Rounding Down Fractions – When using the Trachtenberg System you will deal with rules which involve halving the numbers or neighbours, when we ‘halve’ an odd number we will ignore any fractions and round down to the nearest whole number. Half of 5 would be recorded simply as 2, half of 7 would be 3 and half of 8 would be 4 (even numbers are halved as normal).
Multiplication of 11 – Rules & Example
Visit our page on multiplying by 11 HERE and see more worked examples, tips & tricks, clearer steps, video tutorials, further resources and help.
We start by learning how to multiply by 11 because it is the easiest rule to learn. If you learn only one thing from this site, it should be this. It’s one of the best math tricks for kids and adults.
The Rule: Multiply by 11
- Add the neighbour to the number
Example: 11 x 633
11 x 0633 = 6963 --- 3 + 0 = 3 Step 1 3 + 3 = 6 Step 2 6 + 3 = 9 Step 3 0 + 6 = 6 Step 4
When multiplying by 11 you simply add the number to the neighbour. Starting at the right hand number, 3, we see that it doesn’t have a neighbour so there is nothing to add (or we imagine 0 is its neighbour). We are then finished with our calculation and record 3.
Moving onto the next digit, 3, we add this to it’s right hand neighbour, another 3, to get the result 6. We record 6 below.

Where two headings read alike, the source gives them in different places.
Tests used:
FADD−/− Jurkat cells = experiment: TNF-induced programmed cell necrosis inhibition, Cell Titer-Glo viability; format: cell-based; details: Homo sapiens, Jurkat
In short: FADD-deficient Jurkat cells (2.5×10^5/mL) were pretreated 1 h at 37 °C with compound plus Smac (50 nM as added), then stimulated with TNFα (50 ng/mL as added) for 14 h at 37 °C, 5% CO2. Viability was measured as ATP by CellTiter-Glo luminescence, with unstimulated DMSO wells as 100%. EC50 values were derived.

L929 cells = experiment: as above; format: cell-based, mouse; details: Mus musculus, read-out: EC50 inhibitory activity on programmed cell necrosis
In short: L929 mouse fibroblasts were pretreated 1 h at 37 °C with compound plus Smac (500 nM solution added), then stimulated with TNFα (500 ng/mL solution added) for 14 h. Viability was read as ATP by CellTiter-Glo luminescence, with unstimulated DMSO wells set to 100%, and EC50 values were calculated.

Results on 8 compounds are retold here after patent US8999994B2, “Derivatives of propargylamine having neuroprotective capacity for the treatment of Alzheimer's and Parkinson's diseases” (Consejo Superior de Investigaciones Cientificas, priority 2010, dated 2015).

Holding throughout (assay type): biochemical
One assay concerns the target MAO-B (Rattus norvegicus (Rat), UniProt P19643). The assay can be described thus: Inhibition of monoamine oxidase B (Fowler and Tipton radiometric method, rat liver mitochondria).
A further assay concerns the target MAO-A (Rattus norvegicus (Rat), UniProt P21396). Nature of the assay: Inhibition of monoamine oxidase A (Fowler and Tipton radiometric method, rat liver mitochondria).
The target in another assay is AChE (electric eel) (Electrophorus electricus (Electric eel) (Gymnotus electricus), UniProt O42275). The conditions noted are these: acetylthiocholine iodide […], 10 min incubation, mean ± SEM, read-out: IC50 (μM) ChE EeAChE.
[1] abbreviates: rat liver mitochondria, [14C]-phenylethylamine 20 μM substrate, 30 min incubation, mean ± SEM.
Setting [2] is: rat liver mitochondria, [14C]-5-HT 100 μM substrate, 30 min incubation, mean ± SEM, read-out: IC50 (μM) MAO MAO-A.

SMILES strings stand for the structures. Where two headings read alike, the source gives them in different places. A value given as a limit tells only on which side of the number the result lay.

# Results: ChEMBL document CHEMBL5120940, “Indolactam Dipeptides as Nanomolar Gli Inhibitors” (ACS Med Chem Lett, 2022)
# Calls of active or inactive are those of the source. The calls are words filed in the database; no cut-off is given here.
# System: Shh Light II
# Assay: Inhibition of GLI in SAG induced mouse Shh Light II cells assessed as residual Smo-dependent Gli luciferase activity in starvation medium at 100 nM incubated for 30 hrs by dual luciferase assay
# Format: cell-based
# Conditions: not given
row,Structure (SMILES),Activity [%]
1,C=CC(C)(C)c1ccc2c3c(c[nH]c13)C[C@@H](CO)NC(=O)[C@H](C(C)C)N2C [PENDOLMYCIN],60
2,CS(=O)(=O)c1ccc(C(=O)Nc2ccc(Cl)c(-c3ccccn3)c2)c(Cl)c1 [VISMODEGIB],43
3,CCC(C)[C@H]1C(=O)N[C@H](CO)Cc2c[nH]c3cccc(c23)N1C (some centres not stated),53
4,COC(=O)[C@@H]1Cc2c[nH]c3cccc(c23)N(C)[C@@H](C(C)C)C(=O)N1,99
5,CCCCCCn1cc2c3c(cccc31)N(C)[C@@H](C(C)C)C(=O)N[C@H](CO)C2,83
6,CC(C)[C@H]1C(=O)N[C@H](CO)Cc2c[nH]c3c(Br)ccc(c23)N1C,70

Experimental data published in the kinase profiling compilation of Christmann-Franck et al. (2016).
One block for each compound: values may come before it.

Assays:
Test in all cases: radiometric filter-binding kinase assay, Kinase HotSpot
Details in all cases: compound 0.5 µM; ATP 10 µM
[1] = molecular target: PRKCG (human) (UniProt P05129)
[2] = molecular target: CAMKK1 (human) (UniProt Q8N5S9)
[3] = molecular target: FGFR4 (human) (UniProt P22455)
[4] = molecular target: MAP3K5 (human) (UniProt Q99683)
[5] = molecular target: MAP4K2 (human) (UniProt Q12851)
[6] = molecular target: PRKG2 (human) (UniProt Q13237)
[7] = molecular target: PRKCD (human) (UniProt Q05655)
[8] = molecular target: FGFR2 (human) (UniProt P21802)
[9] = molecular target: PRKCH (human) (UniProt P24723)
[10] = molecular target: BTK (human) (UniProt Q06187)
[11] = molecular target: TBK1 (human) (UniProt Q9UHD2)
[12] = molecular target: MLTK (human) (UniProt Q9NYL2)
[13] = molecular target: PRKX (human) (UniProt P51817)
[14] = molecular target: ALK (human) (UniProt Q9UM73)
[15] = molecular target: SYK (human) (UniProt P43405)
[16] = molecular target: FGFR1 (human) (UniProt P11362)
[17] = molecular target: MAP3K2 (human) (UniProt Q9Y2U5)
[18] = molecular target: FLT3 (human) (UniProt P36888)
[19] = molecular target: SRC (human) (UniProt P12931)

The next two digits we do the same. 6 + 3 = 9. We record the 9. 0 + 6 is 6, we record the 6. And we have our answer: 6963.
This is a very basic example of how to multiply by 11 using low numbers and thus doesn’t involve dealing with any carried 10’s. To learn more about how to multiply by 11 and see more complicated examples please visit our dedicated multiplying by 11 page.
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Multiplication of 12 – Rules & Example
Our page on multiplying by 12. Here you will find more worked examples, tips & tricks, in-depth explanations, downloadable PDF’s, worksheets, exercises, video tutorials, further resources and help.
The Rule: Multiply by 12
- each number in turn and its neighbor.
Example: 12 x 413
12 x 0413 = 4956 --- (3 x 2) + 0 = 6 Step 1 (1 x 2) + 3 = 5 Step 2 (4 x 2) + 1 = 9 Step 3 (0 x 2) + 4 = 4 Step 4
The rule for multiplying by 12 is very similar to that of multiplying by 11 shown above.
Starting from the right hand number of the multiplicand we double 3 to get 6. The first digit doesn’t have a neighbour so we add 0. The first digit in our answer is 6.
The next digit, 1, is then doubled to get 2. We then add its neighbour, 3, to get our second digit in our answer, 5.
We continue these steps to the left with the next two digits and get 9 and 4 respectively for the next two digits in our answer. Our answer: 4956.
This is a simple example of how to multiply by 12 which doesn’t involve carrying 10’s. To learn how to do this and see more worked examples, please visit our dedicated “multiplying by 12” page.
Multiplication of 6 – Rules & Example